“There is nothing to writing. All you do is sit down at a typewriter and bleed.” I respectfully beg to differ Mr. Hemingway. Only artists leave the placid safety of the womb twice during the course of a lifetime. The bleeding takes place long before one sits down to write. The blood of past experience is the ink of current words. If life is a pursuit of meaning, the joys and sorrows of yesterday become the prose and poetry of today. A writer sits at a typewriter to heal, not bleed. Only words can bind his open wounds. Words written, words read, words understood. Language being the bridge between two human beings. How the color black can bring light to a writer’s life is a paradox yet to be resolved.
This healing process takes place when the writer draws from his own personal experience throughout the creative process. He travels in time, visiting long lost friends, rekindling relationships, confronting old enemies, and considering unanswered questions of the past. He also travels in space, revisiting locations, cities and countries that remain an integral part of who he is. Whether the work is fact or fiction is immaterial. Ideas and emotions are always grounded in reality. Even imagination has its own logic. In the end, experience that leads to contemplation fosters personal growth, bringing understanding and closure. This is why the writer imparts much more than a solitary fingerprint when he touches a key. Every healing word carries within itself the meaning of past experiences and the semblance of the writer’s primordial soul, words sent overseas on a diplomatic mission.
The reader is under no obligation to agree with the writer’s intended message, but he should receive every word with the same consideration and respect befitting a foreign ambassador. Negotiate with opposing themes, debate with seemingly contradictory ideas, disagree with the writer if need be, but at all times, refrain from inarticulate judgment and please observe the following diplomatic code of conduct. Praise what sincerely touches your heart and the writer’s heart will be sincerely touched as well. Never compliment what you do not understand and your misunderstanding will complement yourself. Never debase what you do not comprehend, lest you debase yourself. When in doubt, ponder; ask questions; humility only ennobles the self.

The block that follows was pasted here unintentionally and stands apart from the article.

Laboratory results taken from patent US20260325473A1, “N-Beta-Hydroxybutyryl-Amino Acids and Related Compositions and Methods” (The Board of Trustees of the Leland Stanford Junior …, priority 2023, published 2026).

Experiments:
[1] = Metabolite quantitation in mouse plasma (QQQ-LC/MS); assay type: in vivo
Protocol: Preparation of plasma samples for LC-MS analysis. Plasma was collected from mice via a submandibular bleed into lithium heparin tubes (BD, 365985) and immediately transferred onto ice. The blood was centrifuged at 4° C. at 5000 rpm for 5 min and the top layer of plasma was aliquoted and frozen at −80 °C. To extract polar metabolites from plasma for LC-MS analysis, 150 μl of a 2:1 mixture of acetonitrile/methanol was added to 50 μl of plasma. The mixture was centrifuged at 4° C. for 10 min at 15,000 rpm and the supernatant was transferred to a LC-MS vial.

Remember that the creative process divests the writer of every false pretense and displays his naked sincerity before the world. To delve into the complexity of the human condition, he must be willing to reveal his innermost secrets. Some willingly confessed, others tacitly admitted. As the artist removes his emotional panoply, he accepts a vulnerability that may expose him to unmerited derision if misunderstood by insensitive readers. This is when the real bleeding resumes. This is when more healing is needed. Welcome back Mr. Typewriter, or should I say, Mr. Computer.